Decorative arts and design are often made with a few secrets and surprises—hidden drawers, colorful interiors and ornate decorations in unexpected places. As displayed in a gallery, it’s not always possible to show everything. For your eyes only, two of our curators have unlocked, turned over, and opened up four works of art to reveal to you the wonders that are normally hidden from view. Yesterday we looked at two objects on view in our European galleries; today, Bobbye Tigerman shows two objects in LACMA’s California design collection.
Trained as a cabinetmaker and architect in Germany, Kem Weber came to Southern California in 1914 to oversee construction of the German pavilion at the Panama-Pacific International Exposition in San Francisco. He remained in California and became a leading figure in the development of modern furniture design and architecture. This desk was made for another important San Francisco world’s fair—the Golden Gate International Exposition on Treasure Island in 1939. For this fair, Weber was asked to design a “contemporary living room” and created this desk and chair for that installation.
The back of this desk probably would not have been concealed; in fact, some would argue that it is the most interesting side of the piece! Unlike most desks which are placed against the wall, this one would certainly have been meant to stand in the middle of the room and be admired from all sides. The built-in shelves both provided display space and served a decorative effect, with the asymmetrical arrangement of positive and negative space based on simple geometries of squares and rectangles. This desk will be on view to the public for the first time since 1939 in the upcoming exhibition California Design, 1930–1965: “Living in a Modern Way,” opening in October.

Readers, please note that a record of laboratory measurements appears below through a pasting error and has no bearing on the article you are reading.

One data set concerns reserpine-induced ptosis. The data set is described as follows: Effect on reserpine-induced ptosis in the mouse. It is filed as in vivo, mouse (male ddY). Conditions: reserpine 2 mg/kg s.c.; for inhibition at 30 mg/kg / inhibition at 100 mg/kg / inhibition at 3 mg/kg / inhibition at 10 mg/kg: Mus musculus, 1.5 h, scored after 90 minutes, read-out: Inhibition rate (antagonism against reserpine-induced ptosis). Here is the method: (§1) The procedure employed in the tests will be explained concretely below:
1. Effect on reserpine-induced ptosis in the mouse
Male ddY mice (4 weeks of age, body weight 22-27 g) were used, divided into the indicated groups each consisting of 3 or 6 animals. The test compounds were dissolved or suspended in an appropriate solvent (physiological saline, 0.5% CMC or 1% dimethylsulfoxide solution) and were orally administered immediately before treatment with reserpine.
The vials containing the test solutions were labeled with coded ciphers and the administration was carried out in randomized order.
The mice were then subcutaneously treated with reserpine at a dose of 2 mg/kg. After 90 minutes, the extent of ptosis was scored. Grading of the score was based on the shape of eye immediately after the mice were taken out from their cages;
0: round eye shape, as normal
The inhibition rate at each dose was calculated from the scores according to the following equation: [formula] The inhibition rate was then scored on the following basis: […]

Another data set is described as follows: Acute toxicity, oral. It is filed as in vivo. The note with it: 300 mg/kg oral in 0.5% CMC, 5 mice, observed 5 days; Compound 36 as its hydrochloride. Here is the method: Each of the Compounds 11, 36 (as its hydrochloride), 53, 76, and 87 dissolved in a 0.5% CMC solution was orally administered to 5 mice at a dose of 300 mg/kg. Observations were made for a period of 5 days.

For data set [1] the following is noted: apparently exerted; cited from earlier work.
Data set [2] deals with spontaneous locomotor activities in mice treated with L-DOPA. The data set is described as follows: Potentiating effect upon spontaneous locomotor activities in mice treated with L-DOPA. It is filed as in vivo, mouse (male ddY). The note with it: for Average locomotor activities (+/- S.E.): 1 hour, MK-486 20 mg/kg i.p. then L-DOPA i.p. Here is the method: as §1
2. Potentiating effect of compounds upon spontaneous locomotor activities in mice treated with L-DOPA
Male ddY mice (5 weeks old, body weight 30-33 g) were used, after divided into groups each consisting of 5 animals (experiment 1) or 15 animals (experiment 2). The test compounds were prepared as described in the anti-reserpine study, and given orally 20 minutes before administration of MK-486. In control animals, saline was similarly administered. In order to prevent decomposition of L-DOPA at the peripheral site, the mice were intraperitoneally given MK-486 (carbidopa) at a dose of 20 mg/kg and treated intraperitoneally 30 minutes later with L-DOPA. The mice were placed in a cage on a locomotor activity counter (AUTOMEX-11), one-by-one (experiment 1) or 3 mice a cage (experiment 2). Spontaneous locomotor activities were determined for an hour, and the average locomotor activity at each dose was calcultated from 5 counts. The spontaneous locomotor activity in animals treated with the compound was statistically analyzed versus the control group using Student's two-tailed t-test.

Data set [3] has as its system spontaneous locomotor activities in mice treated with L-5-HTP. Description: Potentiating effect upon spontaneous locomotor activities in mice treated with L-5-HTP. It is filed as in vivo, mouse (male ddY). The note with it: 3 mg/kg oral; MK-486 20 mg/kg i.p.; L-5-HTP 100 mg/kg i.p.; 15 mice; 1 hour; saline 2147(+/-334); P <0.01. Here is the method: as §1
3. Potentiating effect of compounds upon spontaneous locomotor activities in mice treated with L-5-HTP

Furniture-maker John Kapel is the Kevin Bacon of modern design: he seemed to be everywhere and know everyone! He studied art with Victor Schreckengost at the Cleveland Institute of Art and industrial design at the Cranbrook Academy of Art in Michigan. He then moved to New York to work for industrial designer George Nelson, but decided to change coasts and careers in 1954, after being inspired by an article about the pastoral lifestyle of Sam Maloof, who was making furniture by hand at his rural home in Alta Loma, California. In his long career he straddled the divide between designer and craftsman, creating furniture designs for production companies and hand-making pieces in his studio for private clients. The sculpted doors of this liquor cabinet are graceful and organic and the handles are seamlessly integrated into the design. But you are in for a real surprise when the doors swing open…
In a departure from the natural feel of the exterior, the inside of the cabinet is lined with vibrant pieces of undulating felt in a color palette very typical of the 1970s era in which it was made. When filled with glasses and liquor bottles, it would have added a lively spirit to any cocktail party!
Bobbye Tigerman, Associate Curator, Decorative Arts and Design